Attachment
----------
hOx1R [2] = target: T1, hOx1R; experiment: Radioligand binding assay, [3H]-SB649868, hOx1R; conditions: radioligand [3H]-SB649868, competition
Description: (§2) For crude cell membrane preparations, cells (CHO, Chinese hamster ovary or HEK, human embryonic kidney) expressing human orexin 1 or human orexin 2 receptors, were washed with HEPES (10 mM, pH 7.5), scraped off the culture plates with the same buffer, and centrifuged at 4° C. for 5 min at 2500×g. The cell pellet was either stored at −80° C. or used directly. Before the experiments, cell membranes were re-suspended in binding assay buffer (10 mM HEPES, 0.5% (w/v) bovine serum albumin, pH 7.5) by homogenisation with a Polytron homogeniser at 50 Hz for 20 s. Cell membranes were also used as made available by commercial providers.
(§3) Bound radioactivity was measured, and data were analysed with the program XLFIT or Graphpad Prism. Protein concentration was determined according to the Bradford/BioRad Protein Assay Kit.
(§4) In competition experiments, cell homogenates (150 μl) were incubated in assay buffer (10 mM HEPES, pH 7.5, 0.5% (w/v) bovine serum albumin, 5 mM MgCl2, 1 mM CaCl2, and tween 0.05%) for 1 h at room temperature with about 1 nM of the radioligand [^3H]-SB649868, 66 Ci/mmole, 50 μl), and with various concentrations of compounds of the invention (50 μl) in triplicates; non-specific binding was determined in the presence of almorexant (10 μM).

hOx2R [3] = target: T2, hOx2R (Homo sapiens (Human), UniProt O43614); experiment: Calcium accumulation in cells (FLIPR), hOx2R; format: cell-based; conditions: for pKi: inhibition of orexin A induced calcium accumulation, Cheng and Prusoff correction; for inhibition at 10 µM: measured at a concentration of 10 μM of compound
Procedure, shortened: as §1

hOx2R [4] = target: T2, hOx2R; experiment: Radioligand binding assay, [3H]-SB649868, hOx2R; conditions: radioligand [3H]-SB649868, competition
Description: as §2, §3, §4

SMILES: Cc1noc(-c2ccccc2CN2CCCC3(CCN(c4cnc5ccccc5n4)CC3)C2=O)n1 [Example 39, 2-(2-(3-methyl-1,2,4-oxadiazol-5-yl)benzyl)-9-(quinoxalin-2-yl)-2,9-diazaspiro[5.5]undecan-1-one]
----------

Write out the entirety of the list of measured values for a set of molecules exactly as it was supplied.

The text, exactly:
hOx1R [2] = target: T1, hOx1R; experiment: Radioligand binding assay, [3H]-SB649868, hOx1R; conditions: radioligand [3H]-SB649868, competition
Description: (§2) For crude cell membrane preparations, cells (CHO, Chinese hamster ovary or HEK, human embryonic kidney) expressing human orexin 1 or human orexin 2 receptors, were washed with HEPES (10 mM, pH 7.5), scraped off the culture plates with the same buffer, and centrifuged at 4° C. for 5 min at 2500×g. The cell pellet was either stored at −80° C. or used directly. Before the experiments, cell membranes were re-suspended in binding assay buffer (10 mM HEPES, 0.5% (w/v) bovine serum albumin, pH 7.5) by homogenisation with a Polytron homogeniser at 50 Hz for 20 s. Cell membranes were also used as made available by commercial providers.
(§3) Bound radioactivity was measured, and data were analysed with the program XLFIT or Graphpad Prism. Protein concentration was determined according to the Bradford/BioRad Protein Assay Kit.
(§4) In competition experiments, cell homogenates (150 μl) were incubated in assay buffer (10 mM HEPES, pH 7.5, 0.5% (w/v) bovine serum albumin, 5 mM MgCl2, 1 mM CaCl2, and tween 0.05%) for 1 h at room temperature with about 1 nM of the radioligand [^3H]-SB649868, 66 Ci/mmole, 50 μl), and with various concentrations of compounds of the invention (50 μl) in triplicates; non-specific binding was determined in the presence of almorexant (10 μM).

hOx2R [3] = target: T2, hOx2R (Homo sapiens (Human), UniProt O43614); experiment: Calcium accumulation in cells (FLIPR), hOx2R; format: cell-based; conditions: for pKi: inhibition of orexin A induced calcium accumulation, Cheng and Prusoff correction; for inhibition at 10 µM: measured at a concentration of 10 μM of compound
Procedure, shortened: as §1

hOx2R [4] = target: T2, hOx2R; experiment: Radioligand binding assay, [3H]-SB649868, hOx2R; conditions: radioligand [3H]-SB649868, competition
Description: as §2, §3, §4

SMILES: Cc1noc(-c2ccccc2CN2CCCC3(CCN(c4cnc5ccccc5n4)CC3)C2=O)n1 [Example 39, 2-(2-(3-methyl-1,2,4-oxadiazol-5-yl)benzyl)-9-(quinoxalin-2-yl)-2,9-diazaspiro[5.5]undecan-1-one]